"I made some of my better pitches tonight on Glaus," Hudson
said. "After the third at-bat, I kind of wanted to apologize to
him because he saw my best pitches."
Glaus, back in the lineup after missing the previous four games
because of tightness in his left hamstring, struck out all three
times he faced the All-Star right-hander. He has fanned 18 times
against Hudson, the most by any player in the majors. Teammate Tim
Salmon is right behind with 16.
"He saved his best pitches for Troy," said catcher Adam
Melhuse, who hit one of Oakland's home runs. "He threw some
sinkers in that were just off the plate, cutters away that started
on the corner and cut off the plate. He just pitched him amazingly
Coming off a 2-1, complete-game victory over Seattle in which he
threw just 86 pitches, Hudson (2-0) allowed six hits, struck out
seven and walked none in 7 1-3 innings. The victory improved his
record against the Angels to 13-5.
"Huddy was on his game tonight," Anaheim's David Eckstein
said. "His sinker was moving great, he was cutting it a little bit
every once in a while, and he had the off-speed pitch to go along
The Angels loaded the bases in the eighth. Rookie shortstop
Bobby Crosby failed to turn a double play on Adam Kennedy's
comebacker, pinch-hitter Jeff DaVanon singled, and the pesky
Eckstein hit his second straight Baltimore-chop single to third
baseman Eric Chavez.
"It was an excellent ballgame -- bases loaded, Vladimir Guerrero
up there with a three-run lead in the eighth inning," Oakland
manager Ken Macha said. "That's why the fans came out here.
Fortunately, we made some pitches there,"
Arthur Rhodes pitched a perfect ninth for his fifth save -- a
welcomed relief for Hudson, who had 13 no-decisions last season in
which he left with a lead.
"The bullpen did a great job," Hudson said. "These are the
type of games in the past that I'd walk away from and get a
no-decision for sure. But Ricon got a huge strikeout, and Jimmy
made some really good pitches on one of the toughest hitters
Hudson retired his first 10 batters with some defensive help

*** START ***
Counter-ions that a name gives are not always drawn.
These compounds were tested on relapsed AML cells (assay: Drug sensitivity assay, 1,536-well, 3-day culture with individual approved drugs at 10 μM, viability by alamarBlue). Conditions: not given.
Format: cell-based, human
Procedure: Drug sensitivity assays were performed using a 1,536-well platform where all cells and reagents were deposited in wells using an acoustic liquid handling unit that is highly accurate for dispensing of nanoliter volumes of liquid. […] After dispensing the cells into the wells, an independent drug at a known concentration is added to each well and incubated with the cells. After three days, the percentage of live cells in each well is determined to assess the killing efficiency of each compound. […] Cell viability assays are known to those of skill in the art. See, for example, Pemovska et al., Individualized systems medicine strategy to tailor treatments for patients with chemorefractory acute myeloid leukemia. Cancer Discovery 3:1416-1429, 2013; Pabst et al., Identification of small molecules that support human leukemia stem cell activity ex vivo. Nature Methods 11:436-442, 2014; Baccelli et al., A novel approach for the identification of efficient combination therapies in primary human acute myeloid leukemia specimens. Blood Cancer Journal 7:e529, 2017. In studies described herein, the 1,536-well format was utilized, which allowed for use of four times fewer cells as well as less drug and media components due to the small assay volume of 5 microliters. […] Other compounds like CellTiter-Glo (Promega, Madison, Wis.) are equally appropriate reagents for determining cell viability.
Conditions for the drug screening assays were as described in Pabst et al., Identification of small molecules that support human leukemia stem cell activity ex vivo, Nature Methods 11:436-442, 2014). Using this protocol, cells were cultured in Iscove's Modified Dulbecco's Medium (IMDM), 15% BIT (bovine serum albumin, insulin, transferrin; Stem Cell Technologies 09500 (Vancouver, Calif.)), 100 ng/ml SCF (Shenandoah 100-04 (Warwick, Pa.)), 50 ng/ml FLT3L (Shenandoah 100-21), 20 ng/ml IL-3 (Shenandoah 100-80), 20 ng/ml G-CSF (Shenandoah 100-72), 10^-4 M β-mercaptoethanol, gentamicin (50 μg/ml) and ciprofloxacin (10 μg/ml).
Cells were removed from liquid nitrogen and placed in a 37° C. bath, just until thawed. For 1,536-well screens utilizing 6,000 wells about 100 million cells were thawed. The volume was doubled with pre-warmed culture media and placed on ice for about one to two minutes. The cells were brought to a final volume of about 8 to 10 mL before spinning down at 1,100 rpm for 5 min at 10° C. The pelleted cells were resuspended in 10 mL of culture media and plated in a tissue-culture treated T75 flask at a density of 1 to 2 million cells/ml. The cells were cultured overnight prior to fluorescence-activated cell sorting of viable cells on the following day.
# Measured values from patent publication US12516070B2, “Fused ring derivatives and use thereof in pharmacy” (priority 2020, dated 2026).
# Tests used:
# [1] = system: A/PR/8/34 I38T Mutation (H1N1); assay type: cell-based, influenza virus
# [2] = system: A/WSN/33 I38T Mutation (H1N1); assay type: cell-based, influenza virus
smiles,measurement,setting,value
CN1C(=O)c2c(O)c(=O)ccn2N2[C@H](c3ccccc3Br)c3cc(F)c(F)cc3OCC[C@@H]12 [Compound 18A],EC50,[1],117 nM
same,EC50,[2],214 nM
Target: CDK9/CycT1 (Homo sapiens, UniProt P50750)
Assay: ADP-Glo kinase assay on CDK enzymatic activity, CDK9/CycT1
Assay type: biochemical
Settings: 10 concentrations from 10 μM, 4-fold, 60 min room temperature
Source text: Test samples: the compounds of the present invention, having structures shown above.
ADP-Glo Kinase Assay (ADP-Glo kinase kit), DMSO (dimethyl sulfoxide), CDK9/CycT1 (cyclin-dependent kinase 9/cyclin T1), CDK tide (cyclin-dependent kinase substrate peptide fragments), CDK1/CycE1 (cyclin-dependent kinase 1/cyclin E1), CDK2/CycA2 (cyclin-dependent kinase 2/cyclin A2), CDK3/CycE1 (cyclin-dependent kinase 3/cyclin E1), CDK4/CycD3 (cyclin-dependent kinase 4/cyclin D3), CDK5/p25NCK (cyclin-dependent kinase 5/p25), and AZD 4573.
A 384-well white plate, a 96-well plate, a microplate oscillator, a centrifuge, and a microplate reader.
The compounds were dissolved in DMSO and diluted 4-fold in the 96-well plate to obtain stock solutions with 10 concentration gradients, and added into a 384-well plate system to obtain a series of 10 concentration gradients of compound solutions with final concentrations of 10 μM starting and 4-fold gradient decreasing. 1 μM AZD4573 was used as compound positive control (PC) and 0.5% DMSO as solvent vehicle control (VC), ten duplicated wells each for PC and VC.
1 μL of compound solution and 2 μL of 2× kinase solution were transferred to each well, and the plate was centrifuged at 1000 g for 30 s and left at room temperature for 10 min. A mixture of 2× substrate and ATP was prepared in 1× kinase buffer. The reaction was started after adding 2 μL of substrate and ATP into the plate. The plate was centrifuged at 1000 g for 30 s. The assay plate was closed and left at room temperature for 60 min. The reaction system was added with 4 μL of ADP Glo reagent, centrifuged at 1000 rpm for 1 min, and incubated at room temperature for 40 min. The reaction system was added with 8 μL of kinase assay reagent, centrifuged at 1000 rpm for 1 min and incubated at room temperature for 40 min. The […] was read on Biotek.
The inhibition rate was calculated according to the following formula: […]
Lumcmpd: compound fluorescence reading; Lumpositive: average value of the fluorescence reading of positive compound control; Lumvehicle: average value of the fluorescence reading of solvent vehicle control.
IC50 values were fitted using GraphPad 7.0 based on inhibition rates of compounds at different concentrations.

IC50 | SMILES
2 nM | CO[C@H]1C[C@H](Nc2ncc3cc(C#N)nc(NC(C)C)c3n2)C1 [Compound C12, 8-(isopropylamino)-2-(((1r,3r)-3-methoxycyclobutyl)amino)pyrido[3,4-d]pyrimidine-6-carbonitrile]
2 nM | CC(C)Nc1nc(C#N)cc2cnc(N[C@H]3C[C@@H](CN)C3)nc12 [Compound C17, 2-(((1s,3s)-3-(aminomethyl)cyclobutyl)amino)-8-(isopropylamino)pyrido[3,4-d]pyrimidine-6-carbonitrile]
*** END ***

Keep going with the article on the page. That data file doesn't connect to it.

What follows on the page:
from right fielder Dye and first baseman Scott Hatteberg. Dye made
a sliding catch on his right side to take a hit away from Erstad in
the first inning, and Hatteberg robbed Kennedy of extra bases with
a diving stop down the line before tossing to Hudson at the bag.
Colon (2-1), who surrendered a career-worst 30 home runs last
season with the Chicago White Sox, gave up his first homer in three
starts with the Angels when the switch-hitting Melhuse drove his
2-1 pitch to left-center leading off the third inning for his first
hit of the season.
Byrnes opened the sixth with his first homer, a drive into the
left-field bullpen. Dye hit his sixth of the season into the same
location one out later -- also on an 0-1 pitch.
"Bartolo went after everybody. He's a very aggressive
pitcher," Eckstein said. "We'll take that outing by Colon every
night, because usually, this club is going to come through and get
enough offense to overcome that. He pitched a good game. I just
wish we could have done something for him."
Colon gave up three runs and nine hits in eight innings,
striking out five and walking one.
The Angels paid tribute to their late team photographer,
V.J. Lovero, before the game by dedicating the photo wells behind
first and third base in his honor and placing permanent plaques
inside them. Lovero, whose body of work with Sports Illustrated
included 39 cover shots, died Jan. 12 at age 44 after a four-year
battle with brain cancer. ... Oakland traded RHP Chad Harville to
the Houston Astros for RHP Kirk Sarloos and assigned Sarloos to
Triple-A Sacramento. Harville was designated for assignment on
Thursday when the A's recalled RHP Rich Harden from Sacramento. ...
Crosby has not made an error in his first nine games as Miguel
Tejada's replacement. ... Guerrero, back in right field after
serving as the designated hitter the previous three games to give
his sore right knee a rest, faced Hudson for the first time and was
0-for-3 against him.